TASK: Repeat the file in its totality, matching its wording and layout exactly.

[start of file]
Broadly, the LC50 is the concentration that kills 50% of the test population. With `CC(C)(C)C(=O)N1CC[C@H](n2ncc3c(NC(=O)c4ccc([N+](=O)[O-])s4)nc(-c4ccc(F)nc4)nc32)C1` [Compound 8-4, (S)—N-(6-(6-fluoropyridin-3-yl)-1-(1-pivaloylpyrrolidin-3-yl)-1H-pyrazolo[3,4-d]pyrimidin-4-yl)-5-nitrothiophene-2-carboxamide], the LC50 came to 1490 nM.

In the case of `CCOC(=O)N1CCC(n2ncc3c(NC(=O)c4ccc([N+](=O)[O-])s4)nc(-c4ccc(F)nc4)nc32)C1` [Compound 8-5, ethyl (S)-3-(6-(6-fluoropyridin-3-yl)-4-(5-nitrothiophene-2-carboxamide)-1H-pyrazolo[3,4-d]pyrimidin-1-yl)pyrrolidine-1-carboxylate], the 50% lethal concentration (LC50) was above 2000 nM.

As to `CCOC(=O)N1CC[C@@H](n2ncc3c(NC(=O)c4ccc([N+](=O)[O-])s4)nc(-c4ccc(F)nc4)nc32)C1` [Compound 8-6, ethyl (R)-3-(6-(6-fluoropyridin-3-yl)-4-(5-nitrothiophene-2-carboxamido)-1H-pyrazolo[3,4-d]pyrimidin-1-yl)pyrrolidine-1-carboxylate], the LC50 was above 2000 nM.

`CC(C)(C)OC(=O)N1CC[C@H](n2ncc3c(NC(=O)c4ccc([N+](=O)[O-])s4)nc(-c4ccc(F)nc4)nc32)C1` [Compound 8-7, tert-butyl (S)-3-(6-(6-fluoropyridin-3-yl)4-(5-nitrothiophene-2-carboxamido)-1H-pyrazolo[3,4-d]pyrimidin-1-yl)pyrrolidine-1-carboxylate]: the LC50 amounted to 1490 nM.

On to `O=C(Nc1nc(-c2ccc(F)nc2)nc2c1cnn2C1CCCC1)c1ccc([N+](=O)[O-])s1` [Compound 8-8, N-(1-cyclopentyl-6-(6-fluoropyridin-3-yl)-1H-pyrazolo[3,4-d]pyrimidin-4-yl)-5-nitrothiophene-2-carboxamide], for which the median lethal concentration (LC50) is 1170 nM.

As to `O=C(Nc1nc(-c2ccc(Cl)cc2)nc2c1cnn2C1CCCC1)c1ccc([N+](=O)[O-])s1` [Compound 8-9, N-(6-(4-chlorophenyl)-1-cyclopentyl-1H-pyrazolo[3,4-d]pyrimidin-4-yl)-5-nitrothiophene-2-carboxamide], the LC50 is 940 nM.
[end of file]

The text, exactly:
Broadly, the LC50 is the concentration that kills 50% of the test population. With `CC(C)(C)C(=O)N1CC[C@H](n2ncc3c(NC(=O)c4ccc([N+](=O)[O-])s4)nc(-c4ccc(F)nc4)nc32)C1` [Compound 8-4, (S)—N-(6-(6-fluoropyridin-3-yl)-1-(1-pivaloylpyrrolidin-3-yl)-1H-pyrazolo[3,4-d]pyrimidin-4-yl)-5-nitrothiophene-2-carboxamide], the LC50 came to 1490 nM.

In the case of `CCOC(=O)N1CCC(n2ncc3c(NC(=O)c4ccc([N+](=O)[O-])s4)nc(-c4ccc(F)nc4)nc32)C1` [Compound 8-5, ethyl (S)-3-(6-(6-fluoropyridin-3-yl)-4-(5-nitrothiophene-2-carboxamide)-1H-pyrazolo[3,4-d]pyrimidin-1-yl)pyrrolidine-1-carboxylate], the 50% lethal concentration (LC50) was above 2000 nM.

As to `CCOC(=O)N1CC[C@@H](n2ncc3c(NC(=O)c4ccc([N+](=O)[O-])s4)nc(-c4ccc(F)nc4)nc32)C1` [Compound 8-6, ethyl (R)-3-(6-(6-fluoropyridin-3-yl)-4-(5-nitrothiophene-2-carboxamido)-1H-pyrazolo[3,4-d]pyrimidin-1-yl)pyrrolidine-1-carboxylate], the LC50 was above 2000 nM.

`CC(C)(C)OC(=O)N1CC[C@H](n2ncc3c(NC(=O)c4ccc([N+](=O)[O-])s4)nc(-c4ccc(F)nc4)nc32)C1` [Compound 8-7, tert-butyl (S)-3-(6-(6-fluoropyridin-3-yl)4-(5-nitrothiophene-2-carboxamido)-1H-pyrazolo[3,4-d]pyrimidin-1-yl)pyrrolidine-1-carboxylate]: the LC50 amounted to 1490 nM.

On to `O=C(Nc1nc(-c2ccc(F)nc2)nc2c1cnn2C1CCCC1)c1ccc([N+](=O)[O-])s1` [Compound 8-8, N-(1-cyclopentyl-6-(6-fluoropyridin-3-yl)-1H-pyrazolo[3,4-d]pyrimidin-4-yl)-5-nitrothiophene-2-carboxamide], for which the median lethal concentration (LC50) is 1170 nM.

As to `O=C(Nc1nc(-c2ccc(Cl)cc2)nc2c1cnn2C1CCCC1)c1ccc([N+](=O)[O-])s1` [Compound 8-9, N-(6-(4-chlorophenyl)-1-cyclopentyl-1H-pyrazolo[3,4-d]pyrimidin-4-yl)-5-nitrothiophene-2-carboxamide], the LC50 is 940 nM.